If the kidneys are not functioning correctly, the body may retain fluid, resulting in weight gain. Damaged kidneys are not able to remove waste and fluids from the body properly, so these build up in the tissues.
Swelling due to kidney problems usually affects the legs, ankles, or feet.
Other symptoms that may indicate a problem with the kidneys include:
- not urinating very much
- urine that looks foamy
- loss of appetite
- muscle cramps
- joint pain
- difficulty concentrating or confusion
A person with cirrhosis may develop swollen ankles.
If people experience rapid weight gain and their abdomen looks enlarged, this may indicate cirrhosis.
Cirrhosis is a condition in which scar tissue replaces healthy tissue in the liver, and it can cause fluid to build up in the abdominal cavity. This abnormal buildup of fluid is called ascites.
Other symptoms of cirrhosis include:
- swollen ankles
- breathing difficulties
- abdominal pain
If people are already having treatment for ascites, they should contact their doctor if they gain more than 2 lb a day for 3 days in a row.
8. Thyroid disorder
A thyroid disorder called hypothyroidism can slow down the metabolism, which can result in weight gain. Thyroid problems can also cause the body to retain fluid because of the effects of hypothyroidism on the kidneys.
Other symptoms of hypothyroidism can include:
- constant fatigue
- feeling cold
- dry skin and hair
- brittle nails
- stiff joints and aching muscles
9. Cushing's syndrome
Cushing's syndrome occurs when the body produces too much cortisol over a prolonged period. Cortisol is a hormone that enables the body to respond to stress.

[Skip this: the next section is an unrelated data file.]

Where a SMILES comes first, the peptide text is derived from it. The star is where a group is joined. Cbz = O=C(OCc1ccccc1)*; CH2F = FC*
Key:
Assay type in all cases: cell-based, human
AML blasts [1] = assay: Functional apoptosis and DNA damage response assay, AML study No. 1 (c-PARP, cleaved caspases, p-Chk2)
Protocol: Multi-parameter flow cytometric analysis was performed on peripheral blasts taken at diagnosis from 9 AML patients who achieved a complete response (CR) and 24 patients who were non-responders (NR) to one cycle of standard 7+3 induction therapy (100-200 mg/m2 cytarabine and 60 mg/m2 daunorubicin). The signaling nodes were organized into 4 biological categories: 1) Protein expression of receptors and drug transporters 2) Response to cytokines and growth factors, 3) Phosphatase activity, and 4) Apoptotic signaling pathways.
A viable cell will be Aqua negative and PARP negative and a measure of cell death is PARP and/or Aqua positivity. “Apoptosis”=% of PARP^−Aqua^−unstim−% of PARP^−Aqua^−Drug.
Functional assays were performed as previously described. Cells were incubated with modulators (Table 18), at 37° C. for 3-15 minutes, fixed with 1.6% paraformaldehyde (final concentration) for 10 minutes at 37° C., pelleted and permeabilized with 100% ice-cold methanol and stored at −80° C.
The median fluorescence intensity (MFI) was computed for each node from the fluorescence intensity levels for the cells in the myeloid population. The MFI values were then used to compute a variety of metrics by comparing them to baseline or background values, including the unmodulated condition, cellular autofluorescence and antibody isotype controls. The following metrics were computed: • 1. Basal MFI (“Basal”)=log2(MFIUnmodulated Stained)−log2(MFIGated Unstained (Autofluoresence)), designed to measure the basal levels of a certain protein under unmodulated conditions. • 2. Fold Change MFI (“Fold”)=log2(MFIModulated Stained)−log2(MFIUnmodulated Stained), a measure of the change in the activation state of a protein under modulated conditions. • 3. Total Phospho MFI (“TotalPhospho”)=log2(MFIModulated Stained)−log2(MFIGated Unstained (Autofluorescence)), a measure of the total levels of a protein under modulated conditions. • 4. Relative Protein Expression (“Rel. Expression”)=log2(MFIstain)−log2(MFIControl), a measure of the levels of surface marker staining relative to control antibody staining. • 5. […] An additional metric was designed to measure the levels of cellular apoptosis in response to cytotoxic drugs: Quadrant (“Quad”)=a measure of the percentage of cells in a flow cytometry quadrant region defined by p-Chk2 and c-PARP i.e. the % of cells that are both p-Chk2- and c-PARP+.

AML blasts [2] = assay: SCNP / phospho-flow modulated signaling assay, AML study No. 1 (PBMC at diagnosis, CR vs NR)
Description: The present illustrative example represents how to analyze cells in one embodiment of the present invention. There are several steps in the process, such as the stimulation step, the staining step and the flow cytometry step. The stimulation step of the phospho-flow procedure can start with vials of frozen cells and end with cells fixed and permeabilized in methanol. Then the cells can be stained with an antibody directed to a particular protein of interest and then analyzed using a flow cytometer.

It is rare for a person to develop Cushing's syndrome without an external trigger. Cushing's syndrome is more commonly a side effect of taking glucocorticoids, which are drugs that can treat conditions such as rheumatoid arthritis, asthma, and systemic lupus erythematosus.
Cushing's syndrome often causes weight gain, particularly in the following areas of the body:
- upper back
In contrast, the arms and legs may be thin. People may also notice:
- muscle weakness
- irregular menstrual cycle in females
- erectile dysfunction in males
If a medication is causing Cushing's syndrome, a person should speak to a doctor about the possibility of changing their treatment plan.
Acromegaly is a hormonal condition that happens when the pituitary gland produces too much growth hormone. It most commonly presents in middle adulthood.
The main symptom of acromegaly is an enlargement of the feet and hands. People may notice that their shoes or rings no longer fit properly. The lips, tongue, and nose may also become enlarged.
Other symptoms of acromegaly include:
11. Ovarian cancer
Unexplained bloating and pelvic pain can be a sign of ovarian cancer.
Sudden or unexplained weight gain and bloating may be a sign of ovarian cancer. Other symptoms of ovarian cancer include:
- pain in the abdomen or pelvis
- difficulty sleeping
- frequent or urgent need to urinate
- loss of appetite or feeling full quickly
- unusual menstrual cycle
Ovarian cancer often reaches the later stages without detection, so anyone with abnormal pain in the pelvic region should speak to a doctor. Diagnosing cancer at an earlier stage generally results in a better prognosis.
When to see a doctor
If people are experiencing rapid and unintentional weight gain with no clear cause, they should see their doctor.
The doctor will ask about the individual's medical history and any additional symptoms. They may carry out a physical examination and blood tests or refer the person to a specialist.
Weight gain and fluctuations in weight can happen for a variety of reasons. Many people progressively gain weight as they age or make changes to their lifestyle.
However, fast weight gain can be a sign of an underlying health condition, such as a problem with the thyroid, kidneys, or heart.
Anyone who experiences rapid, unexplained weight gain should see their doctor to determine the underlying cause and develop a treatment plan.